Not far down the road, the town of Bath boasts the status as the first town and first port in the state. The town historical commission has preserved several older homes and has a visitor's center.

Beth napped in the camper in the shade of this old oak while I explored the town. Residents were very friendly and volunteered all kinds of information about the town's history. Golf carts seem to be the preferred method of getting around town.
No mention of Bath would be complete without the name Edward Teach, a/k/a Blackbeard who lived here in the early 1700's and was killed on nearby Ocracoke Island.

Sunday, September 11, 2016

Cedar Point Campground

A few of us on the Bear Island adventure elected to camp at the nearby Cedar Point Campground in the Croatan National Forest. Large, partially shaded, sites with electricity were $30 a night including the transaction fees. The campground was full over the weekend, so reservations are recommended.

A fishing pier and small boat ramp are just past the campground entrance. Three parking spaces for vehicles with trailers are very short.

The small parking lot also serves the "Tideland Trail" consisting of two loops with boardwalks and gravel paths that traverse the salt marsh. The longer loop skirts the White Oak River and travels in and out of coastal evergreen forest. We visited close to low tide and enjoyed the colonies of fiddler crabs running in and out on the mud flats.

We would stay here again when visiting the Swansboro area.

Egret fishing in the Salt Marsh
 Salt Marsh
 Fiddler Crabs
Blue Crab in the grey mud

Saturday, September 10, 2016

Bear Island Adventure

Photo by Luis Lopez
We were invited to go on an outing to Bear Island with the Raleigh Sail and Power Squadron. Having passed this park on several ICW trips in Intuition with a draft too deep to approach the island, we were excited about finally visiting. Most of the group of nine paddlers started from Hammocks Beach State Park where there is a launch area for kayaks and canoes. We launched from the Wildlife ramp in Cedar Point because our 18' Hobie Tandem Island is heavier than the average kayak. Being the first time we launched using the Sprinter Van as a tow vehicle, it took us longer than usual. A 22' van backs differently than a little Honda CR-V! We can't even see the boat and trailer out the back window. By the time we had the boat in the water, there weren't any remaining parking spaces. We waited about 45 minutes for an early morning fisherman to come back in and open up a space in the parking lot. If you go, go early and make sure there are spots to park before launching.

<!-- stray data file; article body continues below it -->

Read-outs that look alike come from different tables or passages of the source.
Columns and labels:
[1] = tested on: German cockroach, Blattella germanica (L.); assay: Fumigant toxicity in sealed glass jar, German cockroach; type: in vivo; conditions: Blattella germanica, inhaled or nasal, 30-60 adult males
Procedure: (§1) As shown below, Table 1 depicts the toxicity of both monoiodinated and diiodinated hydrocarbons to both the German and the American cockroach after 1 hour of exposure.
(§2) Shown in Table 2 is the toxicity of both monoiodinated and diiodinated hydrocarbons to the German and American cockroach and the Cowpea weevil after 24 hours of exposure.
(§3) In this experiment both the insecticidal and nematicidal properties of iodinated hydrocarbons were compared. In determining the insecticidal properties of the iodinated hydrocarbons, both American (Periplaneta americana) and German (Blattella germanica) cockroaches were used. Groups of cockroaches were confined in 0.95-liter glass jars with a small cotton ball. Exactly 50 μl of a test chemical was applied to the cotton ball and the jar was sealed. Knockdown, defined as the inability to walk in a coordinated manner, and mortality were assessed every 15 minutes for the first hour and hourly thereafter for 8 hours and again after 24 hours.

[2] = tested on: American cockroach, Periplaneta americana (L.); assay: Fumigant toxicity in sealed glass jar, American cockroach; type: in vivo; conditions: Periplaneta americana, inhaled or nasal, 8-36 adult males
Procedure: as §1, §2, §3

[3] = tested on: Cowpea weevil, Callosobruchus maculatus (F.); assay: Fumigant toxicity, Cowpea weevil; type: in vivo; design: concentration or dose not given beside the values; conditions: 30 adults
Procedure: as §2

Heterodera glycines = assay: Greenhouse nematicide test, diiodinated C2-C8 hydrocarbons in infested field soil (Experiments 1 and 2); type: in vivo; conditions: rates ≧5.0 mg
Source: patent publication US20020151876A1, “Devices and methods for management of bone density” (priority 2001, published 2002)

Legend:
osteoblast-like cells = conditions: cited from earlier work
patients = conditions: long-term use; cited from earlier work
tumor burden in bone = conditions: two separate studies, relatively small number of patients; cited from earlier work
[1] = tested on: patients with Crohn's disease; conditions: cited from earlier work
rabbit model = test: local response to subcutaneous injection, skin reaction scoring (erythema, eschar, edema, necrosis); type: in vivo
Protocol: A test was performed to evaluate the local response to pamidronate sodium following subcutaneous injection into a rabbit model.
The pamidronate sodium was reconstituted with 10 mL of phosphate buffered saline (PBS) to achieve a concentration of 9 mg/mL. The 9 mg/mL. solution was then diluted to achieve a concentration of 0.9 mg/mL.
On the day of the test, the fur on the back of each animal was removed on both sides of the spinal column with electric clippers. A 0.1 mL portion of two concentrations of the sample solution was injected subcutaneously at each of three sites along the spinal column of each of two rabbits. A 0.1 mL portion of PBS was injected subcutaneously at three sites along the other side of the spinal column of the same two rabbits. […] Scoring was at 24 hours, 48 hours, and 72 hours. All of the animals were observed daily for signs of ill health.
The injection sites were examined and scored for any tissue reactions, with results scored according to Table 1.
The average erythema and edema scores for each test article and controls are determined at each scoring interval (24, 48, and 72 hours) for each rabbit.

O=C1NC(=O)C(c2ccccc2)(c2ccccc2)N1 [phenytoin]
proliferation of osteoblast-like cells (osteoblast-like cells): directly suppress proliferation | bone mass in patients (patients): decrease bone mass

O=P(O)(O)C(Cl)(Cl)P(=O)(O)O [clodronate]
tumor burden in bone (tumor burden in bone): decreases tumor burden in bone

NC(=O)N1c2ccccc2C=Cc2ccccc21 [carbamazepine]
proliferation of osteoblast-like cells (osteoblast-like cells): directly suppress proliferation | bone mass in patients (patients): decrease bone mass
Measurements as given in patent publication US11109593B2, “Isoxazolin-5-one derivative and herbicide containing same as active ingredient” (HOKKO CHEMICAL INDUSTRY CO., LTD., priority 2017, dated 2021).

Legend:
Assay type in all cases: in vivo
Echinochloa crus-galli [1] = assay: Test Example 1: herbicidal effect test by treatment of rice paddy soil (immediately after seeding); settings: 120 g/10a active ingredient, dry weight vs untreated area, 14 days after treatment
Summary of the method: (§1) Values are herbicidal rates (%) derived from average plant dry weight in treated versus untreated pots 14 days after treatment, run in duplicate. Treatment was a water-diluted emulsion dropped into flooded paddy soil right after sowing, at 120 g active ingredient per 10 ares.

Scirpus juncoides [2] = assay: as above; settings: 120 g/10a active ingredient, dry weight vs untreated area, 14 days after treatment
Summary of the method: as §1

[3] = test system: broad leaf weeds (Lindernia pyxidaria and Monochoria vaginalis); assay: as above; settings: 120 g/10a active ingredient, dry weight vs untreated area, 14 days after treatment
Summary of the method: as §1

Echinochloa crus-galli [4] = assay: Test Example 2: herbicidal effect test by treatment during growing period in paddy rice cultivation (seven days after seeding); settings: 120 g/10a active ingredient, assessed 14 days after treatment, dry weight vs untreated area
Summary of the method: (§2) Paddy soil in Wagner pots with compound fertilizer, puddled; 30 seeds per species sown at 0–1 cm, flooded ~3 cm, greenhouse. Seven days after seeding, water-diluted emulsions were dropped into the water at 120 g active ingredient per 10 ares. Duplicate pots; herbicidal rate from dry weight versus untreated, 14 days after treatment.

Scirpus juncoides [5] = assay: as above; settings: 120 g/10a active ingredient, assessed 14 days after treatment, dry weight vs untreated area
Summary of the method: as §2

Even with the delay, we caught up to the RSPS kayaks because we have a sail. Our advantage didn't last though. As the tide approached low, we had to furl the sail, pull up the keel and rudder, and paddle over the shallows. A few spots even necessitated getting out and pulling the boat.  No real problems, it just added to the adventure.

Pulling up on the lee side of the island, there was only a short walk over the dune to powder white sand and the Atlantic ocean.

About a mile down the beach, the visitors center, restrooms, and picnic gazebos were a perfect spot for a picnic in the shade. Since it was after Labor Day, we had the area virtually to ourselves.
Photo by Luis Lopez

After enjoying picnic lunches and getting to know the other crews, we headed back to the mainland. Being closer to high tide, we unfurled the sail and zipped back across the sound to the ICW and launch at Cedar Point. We didn't have to pedal until just before the dock where the outflowing current overcame the wind.

Photo by Luis Lopez
After cleaning up, the group assembled on a deck overlooking the intracoastal waterway. Everyone brought appetizers and then we enjoyed pizza together as the sun set. Thank you to Wilbur and Morgan for hosting the get-together.

Special thanks are due to Luis and Patricia for organizing this fun weekend.